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Choked out

Choked out

This one is different. We didn’t see George Zimmerman kill Trayvon Martin or Darren Wilson murder Michael Brown. Having only the perpetrators’ accounts to go by, we were left mercilessly at the Hands of Lady Justice. But the WHOLE WORLD saw a gang of New York’s police force literally choke the life from Eric Garner. And again, Lady Justice turned a blind eye to the truth and declared that despite the viral social media phenomenon that graphically proved the murderous intent of those modern-day “paddy rollers,” Eric Garner’s death deserved no finding of fault.

Is there really any wonder why Black Americans are beyond frustrated? When you combine scant employment opportunities, ineffective public education, sparse healthcare options and cap it off with legally sanctioned murder, what should America really expect?

As we move from the ever-festering sense of outrage to the critical work necessary to determine what’s next, let’s consider, what are the real options? Without question we’ll have to learn to more effectively exercise our political strength – such as it is. But political solutions generally require long-term negotiations — and lots of patience…and nobody is feeling patient right now. Social activism and civil unrest clearly have a role to play in drawing attention and highlighting injustices like the deaths of Black men at the hands of police. Fickle media, though, have a strange way of turning even the righteous indignation of Black America into a referendum on who’s guilty of the worst behavior — killer cops or angry Black folk. So that leaves us with impacting the economy as our one sure-fire strategy.

The year-long Montgomery Bus Boycott (1955-1956) proved beyond all doubt that Black folk withholding their financial support could cripple even Jim Crow. The devastation heaped on Montgomery’s economy even made the U.S. Supreme Court cave in! There is no question that America today NEEDS the trillion dollars Black Americans pump so willingly into the economy. What would happen if those dollars went missing?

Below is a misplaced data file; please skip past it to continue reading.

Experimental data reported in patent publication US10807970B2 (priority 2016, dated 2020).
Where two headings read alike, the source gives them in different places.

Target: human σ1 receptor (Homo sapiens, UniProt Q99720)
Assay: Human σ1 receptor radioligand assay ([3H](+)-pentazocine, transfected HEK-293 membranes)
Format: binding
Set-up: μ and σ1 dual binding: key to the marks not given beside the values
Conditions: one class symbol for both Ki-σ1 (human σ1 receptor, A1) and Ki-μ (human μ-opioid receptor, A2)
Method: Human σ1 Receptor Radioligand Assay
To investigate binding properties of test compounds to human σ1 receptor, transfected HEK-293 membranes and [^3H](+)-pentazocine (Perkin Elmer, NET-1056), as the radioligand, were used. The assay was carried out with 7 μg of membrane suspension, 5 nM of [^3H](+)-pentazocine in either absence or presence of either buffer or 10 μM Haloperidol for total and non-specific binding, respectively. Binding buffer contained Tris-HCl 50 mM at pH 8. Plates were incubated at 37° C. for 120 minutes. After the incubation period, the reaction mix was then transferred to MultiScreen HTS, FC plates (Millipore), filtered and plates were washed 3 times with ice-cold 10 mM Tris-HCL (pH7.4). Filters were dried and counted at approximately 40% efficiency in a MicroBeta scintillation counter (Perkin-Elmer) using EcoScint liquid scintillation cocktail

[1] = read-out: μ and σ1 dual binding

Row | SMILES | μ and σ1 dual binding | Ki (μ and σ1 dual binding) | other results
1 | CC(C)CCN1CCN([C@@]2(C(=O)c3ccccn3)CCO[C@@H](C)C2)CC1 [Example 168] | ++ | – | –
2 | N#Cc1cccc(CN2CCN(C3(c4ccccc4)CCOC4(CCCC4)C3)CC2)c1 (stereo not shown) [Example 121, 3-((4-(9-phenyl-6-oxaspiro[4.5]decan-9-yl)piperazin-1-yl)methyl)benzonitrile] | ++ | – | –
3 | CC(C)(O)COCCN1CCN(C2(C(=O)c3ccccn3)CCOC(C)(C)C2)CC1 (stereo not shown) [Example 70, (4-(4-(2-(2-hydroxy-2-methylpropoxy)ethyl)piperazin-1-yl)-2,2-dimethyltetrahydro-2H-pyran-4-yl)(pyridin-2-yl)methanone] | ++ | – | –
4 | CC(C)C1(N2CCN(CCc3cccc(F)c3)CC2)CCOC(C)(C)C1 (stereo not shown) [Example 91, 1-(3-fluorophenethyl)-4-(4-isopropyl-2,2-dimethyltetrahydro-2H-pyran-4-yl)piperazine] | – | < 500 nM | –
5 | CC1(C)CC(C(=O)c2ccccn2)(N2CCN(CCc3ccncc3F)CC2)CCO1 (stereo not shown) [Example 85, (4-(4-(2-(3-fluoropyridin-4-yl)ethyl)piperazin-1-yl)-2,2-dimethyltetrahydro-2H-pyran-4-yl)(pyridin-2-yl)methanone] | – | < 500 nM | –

One thing is certain, Black-owned businesses would appreciate the opportunity to supply the goods and services we — literally — spend our last dimes on. And this is no fairy tale, make-believe scenario. This may just be the defining moment in reasserting our right to be — not just heard — but truly listened to. The lessons learned over a half-century ago about organized action are just as valid today. Did those poor folk in Montgomery suffer while having to walk instead of riding the bus? Absolutely! But they suffered because they knew their cause was right and just.

The question, then, is whether we’ve learned enough over the last 60 years to know how to suffer for a short term in order to build a better future for others? Could we stand not having that Starbucks in the morning? Could we live without that weekend shopping spree? Could we have a festive holiday without Crown Royal and Ciroc? Do we really need that Benz, Lexus or Rover? Is the latest 4G smartphone really that crucial? Are we really serious about letting America know that #BlackLivesMatter, or is that just a catchy slogan that makes you feel better – right along with #HandsUp and #ICantBreathe?

The U.S. Black Chambers, Inc. is absolutely certain that economic impact is the one tool at our disposal that works every time. It requires organization, it requires commitment, it requires more than lip-service. We recognize that there is no “magic wand.” We know that going to jail and burning our own communities is attention-grabbing, but these are ONLY reactions. Our nationwide distress calls for ACTION!

One last thought: it’s kinda dated, but dust off your copy of Douglas Turner Ward’s Day of Absence… What if, just what if, nobody showed up for work tomorrow? When they call to check on you to see why you’re not at work, tell ‘em “…I can’t breathe…”

In the Spirit of Success,

 

Ron Busby, Sr.

President/CEO

U.S. Black Chambers, Inc.

 

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    About The Author

    Carma Lynn Henry Westside Gazette Newspaper 545 N.W. 7th Terrace, Fort Lauderdale, Florida 33311 Office: (954) 525-1489 Fax: (954) 525-1861

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